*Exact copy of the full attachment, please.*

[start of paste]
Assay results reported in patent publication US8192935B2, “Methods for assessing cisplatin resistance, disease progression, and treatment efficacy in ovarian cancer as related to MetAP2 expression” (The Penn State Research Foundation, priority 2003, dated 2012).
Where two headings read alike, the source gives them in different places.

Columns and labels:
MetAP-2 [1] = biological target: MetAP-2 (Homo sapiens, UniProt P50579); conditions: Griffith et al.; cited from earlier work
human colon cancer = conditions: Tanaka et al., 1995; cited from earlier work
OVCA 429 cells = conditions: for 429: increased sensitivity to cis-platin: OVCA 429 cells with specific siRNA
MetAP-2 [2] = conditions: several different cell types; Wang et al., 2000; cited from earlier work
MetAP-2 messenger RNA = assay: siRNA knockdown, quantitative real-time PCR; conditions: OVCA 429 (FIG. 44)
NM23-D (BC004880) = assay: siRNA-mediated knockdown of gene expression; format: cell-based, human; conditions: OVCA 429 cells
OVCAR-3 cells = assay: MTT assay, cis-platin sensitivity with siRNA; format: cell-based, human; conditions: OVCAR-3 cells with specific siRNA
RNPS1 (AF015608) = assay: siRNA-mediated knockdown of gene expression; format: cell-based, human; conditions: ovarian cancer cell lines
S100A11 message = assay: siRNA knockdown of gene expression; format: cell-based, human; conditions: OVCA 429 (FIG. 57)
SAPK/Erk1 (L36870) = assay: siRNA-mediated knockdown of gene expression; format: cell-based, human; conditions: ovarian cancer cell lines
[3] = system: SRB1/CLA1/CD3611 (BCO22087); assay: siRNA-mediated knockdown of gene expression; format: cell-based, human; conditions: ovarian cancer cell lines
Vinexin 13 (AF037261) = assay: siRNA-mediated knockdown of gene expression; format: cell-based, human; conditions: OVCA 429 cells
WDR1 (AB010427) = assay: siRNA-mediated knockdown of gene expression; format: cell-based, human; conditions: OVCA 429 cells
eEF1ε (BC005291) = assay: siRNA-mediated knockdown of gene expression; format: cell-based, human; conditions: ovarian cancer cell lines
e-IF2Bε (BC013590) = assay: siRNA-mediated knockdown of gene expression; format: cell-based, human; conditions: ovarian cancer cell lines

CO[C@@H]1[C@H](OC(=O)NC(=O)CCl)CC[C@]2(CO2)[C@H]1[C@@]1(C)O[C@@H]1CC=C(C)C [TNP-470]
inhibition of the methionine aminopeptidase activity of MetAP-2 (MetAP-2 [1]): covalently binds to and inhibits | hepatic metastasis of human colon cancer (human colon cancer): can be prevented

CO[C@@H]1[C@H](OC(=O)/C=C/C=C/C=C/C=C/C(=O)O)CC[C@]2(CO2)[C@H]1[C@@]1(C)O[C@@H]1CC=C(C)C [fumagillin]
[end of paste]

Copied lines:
Assay results reported in patent publication US8192935B2, “Methods for assessing cisplatin resistance, disease progression, and treatment efficacy in ovarian cancer as related to MetAP2 expression” (The Penn State Research Foundation, priority 2003, dated 2012).
Where two headings read alike, the source gives them in different places.

Columns and labels:
MetAP-2 [1] = biological target: MetAP-2 (Homo sapiens, UniProt P50579); conditions: Griffith et al.; cited from earlier work
human colon cancer = conditions: Tanaka et al., 1995; cited from earlier work
OVCA 429 cells = conditions: for 429: increased sensitivity to cis-platin: OVCA 429 cells with specific siRNA
MetAP-2 [2] = conditions: several different cell types; Wang et al., 2000; cited from earlier work
MetAP-2 messenger RNA = assay: siRNA knockdown, quantitative real-time PCR; conditions: OVCA 429 (FIG. 44)
NM23-D (BC004880) = assay: siRNA-mediated knockdown of gene expression; format: cell-based, human; conditions: OVCA 429 cells
OVCAR-3 cells = assay: MTT assay, cis-platin sensitivity with siRNA; format: cell-based, human; conditions: OVCAR-3 cells with specific siRNA
RNPS1 (AF015608) = assay: siRNA-mediated knockdown of gene expression; format: cell-based, human; conditions: ovarian cancer cell lines
S100A11 message = assay: siRNA knockdown of gene expression; format: cell-based, human; conditions: OVCA 429 (FIG. 57)
SAPK/Erk1 (L36870) = assay: siRNA-mediated knockdown of gene expression; format: cell-based, human; conditions: ovarian cancer cell lines
[3] = system: SRB1/CLA1/CD3611 (BCO22087); assay: siRNA-mediated knockdown of gene expression; format: cell-based, human; conditions: ovarian cancer cell lines
Vinexin 13 (AF037261) = assay: siRNA-mediated knockdown of gene expression; format: cell-based, human; conditions: OVCA 429 cells
WDR1 (AB010427) = assay: siRNA-mediated knockdown of gene expression; format: cell-based, human; conditions: OVCA 429 cells
eEF1ε (BC005291) = assay: siRNA-mediated knockdown of gene expression; format: cell-based, human; conditions: ovarian cancer cell lines
e-IF2Bε (BC013590) = assay: siRNA-mediated knockdown of gene expression; format: cell-based, human; conditions: ovarian cancer cell lines

CO[C@@H]1[C@H](OC(=O)NC(=O)CCl)CC[C@]2(CO2)[C@H]1[C@@]1(C)O[C@@H]1CC=C(C)C [TNP-470]
inhibition of the methionine aminopeptidase activity of MetAP-2 (MetAP-2 [1]): covalently binds to and inhibits | hepatic metastasis of human colon cancer (human colon cancer): can be prevented

CO[C@@H]1[C@H](OC(=O)/C=C/C=C/C=C/C=C/C(=O)O)CC[C@]2(CO2)[C@H]1[C@@]1(C)O[C@@H]1CC=C(C)C [fumagillin]